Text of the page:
Attachment is a lie

Aug 17, 2022

At its root, attachment is a lie. That sounds so abstract. At the emotional level it’s experienced as dissatisfaction, emotional hunger, neediness, expectations, controlling to get what it wants, manipulating, grasping; all of those are attachment. This is the daily pain of it.

But when we begin to dig deep, drill down, to familiarize ourselves with it before it becomes emotional, we’ll see it’s a conceptual story that exaggerates the good aspects of something – that’s the lie, and the rest follow from it. 

It’s so primordial it’s at the level of assumption: the assumption I’m not enough, don’t have enough and the assumption that there must be something out there that, once we make contact with it, will fill the gaping hole, satisfy the hunger.

And it drives all of us. Buddha in his four noble truths says that effectively attachment is the main cause of suffering of all beings.

How is it a lie? Take the chocolate cake. First there’s the aching dissatisfaction, then the looking for the thing, smell, taste, touch, idea that we’re convinced the getting of will fill the hole. The thought of cake arises, then the manipulating to get it follows, driven by the anticipation of the pleasure and satisfaction that will surely come. This part feels so exciting!

The more the anticipation the more divine the cake looks. This we know so well. It’s looking utterly delicious out there on the plate, just begging me to eat it, and having zero to do with my mind or anything else. And we utterly believe this lie, and the lie that satisfaction will come.

We get the first mouthful, and for sure pleasure is triggered. But why do we hungrily anticipate the second mouthful? Because even as the pleasure arises, attachment is not satisfied. Then the third mouthful. We’re convinced that if we keep eating somehow the satisfaction will surely come.

But we know it doesn’t. What comes instead is eventually a feeling of disgust – eat one more piece and we’d vomit. And how does the cake look now? Disgusting. Buddha literally calls this kind of suffering the suffering of change: the pleasure inexorably turns into pain. 

In other words, the very cake that causes us to vomit is the also the cake that initially triggered some pleasure. But we forget all about that tomorrow and we try again – maybe the pleasure will last this time! We’ve been bashing our heads against brick walls for eons, Buddha says.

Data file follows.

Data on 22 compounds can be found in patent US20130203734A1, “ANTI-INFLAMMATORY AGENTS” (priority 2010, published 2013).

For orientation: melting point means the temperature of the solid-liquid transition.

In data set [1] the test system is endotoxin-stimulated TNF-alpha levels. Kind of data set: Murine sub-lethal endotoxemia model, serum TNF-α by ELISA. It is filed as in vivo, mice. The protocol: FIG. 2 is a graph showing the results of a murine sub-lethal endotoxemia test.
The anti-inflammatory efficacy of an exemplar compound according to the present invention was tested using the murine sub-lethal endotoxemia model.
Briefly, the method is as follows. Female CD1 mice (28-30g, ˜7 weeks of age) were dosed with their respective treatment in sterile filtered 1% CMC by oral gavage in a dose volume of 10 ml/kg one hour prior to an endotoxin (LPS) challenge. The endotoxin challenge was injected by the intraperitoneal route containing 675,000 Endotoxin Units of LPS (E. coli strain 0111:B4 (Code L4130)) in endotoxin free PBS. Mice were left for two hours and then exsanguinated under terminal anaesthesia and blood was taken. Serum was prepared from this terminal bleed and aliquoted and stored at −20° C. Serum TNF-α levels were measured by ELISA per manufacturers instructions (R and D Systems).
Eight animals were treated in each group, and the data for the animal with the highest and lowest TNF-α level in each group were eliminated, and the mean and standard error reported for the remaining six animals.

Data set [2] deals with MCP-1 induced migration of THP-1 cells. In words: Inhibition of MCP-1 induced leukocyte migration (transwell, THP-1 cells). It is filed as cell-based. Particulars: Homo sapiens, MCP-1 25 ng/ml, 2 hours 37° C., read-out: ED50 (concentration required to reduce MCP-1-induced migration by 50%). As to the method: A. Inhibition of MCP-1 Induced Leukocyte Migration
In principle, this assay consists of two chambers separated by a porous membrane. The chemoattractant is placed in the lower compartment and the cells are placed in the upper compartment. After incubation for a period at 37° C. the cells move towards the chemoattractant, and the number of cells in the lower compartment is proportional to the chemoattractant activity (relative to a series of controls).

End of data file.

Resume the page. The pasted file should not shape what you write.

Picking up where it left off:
We need to understand the mechanics of what’s going on in the mind. There are two main things: the attachment, which is a disturbing emotion, and a delusion, a lie, a misconception. Then there’s the pleasure that arises, and that’s neither a delusion nor a virtue.

But we conflate them. As Lama Zopa Rinpoche says, when we hear someone say we need to give up attachment, we think, “Oh, I’ve got to give up my heart, my happiness.” 

And another mistake we make – and this is what keeps us locked in samsara – is to utterly believe the cake is the direct cause of the pleasure. Pleasure is triggered, that’s clear, but the cake is merely a catalyst. In fact, that moment of pleasure is the direct result of a past virtuous action, and every time it arises upon contact with an object of attachment, we’re tipping that virtue down the toilet.

Basically we’re convinced that pleasure is what comes when we get what attachment wants, but Buddha’s telling us that, no, pleasure is what arises when we give up attachment. So simple but so shocking!

This junkie in us, attachment, has to get the cake, the boy, the thing, the sound, the smell, the object of the senses, in other words. We have no other method for getting happy feelings!

It takes courage to see this and to slowly slowly counteract the lie. But that’s practice!

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